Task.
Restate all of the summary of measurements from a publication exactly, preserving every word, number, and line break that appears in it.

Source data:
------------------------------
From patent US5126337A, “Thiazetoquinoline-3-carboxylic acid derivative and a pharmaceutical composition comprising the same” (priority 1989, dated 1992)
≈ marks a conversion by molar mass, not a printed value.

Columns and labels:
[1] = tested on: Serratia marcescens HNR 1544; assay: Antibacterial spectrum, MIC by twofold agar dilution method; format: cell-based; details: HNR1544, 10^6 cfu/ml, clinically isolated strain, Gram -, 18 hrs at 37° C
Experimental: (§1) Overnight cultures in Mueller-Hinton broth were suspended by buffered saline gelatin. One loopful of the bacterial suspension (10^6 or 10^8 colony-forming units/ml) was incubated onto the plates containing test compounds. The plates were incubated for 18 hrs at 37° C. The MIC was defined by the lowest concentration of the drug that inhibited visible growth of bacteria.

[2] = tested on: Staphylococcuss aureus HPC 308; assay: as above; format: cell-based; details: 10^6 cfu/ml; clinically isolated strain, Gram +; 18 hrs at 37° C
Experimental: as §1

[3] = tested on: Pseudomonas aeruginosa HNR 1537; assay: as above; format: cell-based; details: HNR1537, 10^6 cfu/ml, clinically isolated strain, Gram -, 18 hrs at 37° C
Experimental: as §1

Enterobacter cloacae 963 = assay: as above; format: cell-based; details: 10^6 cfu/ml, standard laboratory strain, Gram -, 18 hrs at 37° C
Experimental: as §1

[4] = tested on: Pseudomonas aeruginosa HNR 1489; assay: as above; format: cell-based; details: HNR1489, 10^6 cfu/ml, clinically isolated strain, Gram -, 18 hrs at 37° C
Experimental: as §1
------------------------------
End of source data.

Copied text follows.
From patent US5126337A, “Thiazetoquinoline-3-carboxylic acid derivative and a pharmaceutical composition comprising the same” (priority 1989, dated 1992)
≈ marks a conversion by molar mass, not a printed value.

Columns and labels:
[1] = tested on: Serratia marcescens HNR 1544; assay: Antibacterial spectrum, MIC by twofold agar dilution method; format: cell-based; details: HNR1544, 10^6 cfu/ml, clinically isolated strain, Gram -, 18 hrs at 37° C
Experimental: (§1) Overnight cultures in Mueller-Hinton broth were suspended by buffered saline gelatin. One loopful of the bacterial suspension (10^6 or 10^8 colony-forming units/ml) was incubated onto the plates containing test compounds. The plates were incubated for 18 hrs at 37° C. The MIC was defined by the lowest concentration of the drug that inhibited visible growth of bacteria.

[2] = tested on: Staphylococcuss aureus HPC 308; assay: as above; format: cell-based; details: 10^6 cfu/ml; clinically isolated strain, Gram +; 18 hrs at 37° C
Experimental: as §1

[3] = tested on: Pseudomonas aeruginosa HNR 1537; assay: as above; format: cell-based; details: HNR1537, 10^6 cfu/ml, clinically isolated strain, Gram -, 18 hrs at 37° C
Experimental: as §1

Enterobacter cloacae 963 = assay: as above; format: cell-based; details: 10^6 cfu/ml, standard laboratory strain, Gram -, 18 hrs at 37° C
Experimental: as §1

[4] = tested on: Pseudomonas aeruginosa HNR 1489; assay: as above; format: cell-based; details: HNR1489, 10^6 cfu/ml, clinically isolated strain, Gram -, 18 hrs at 37° C
Experimental: as §1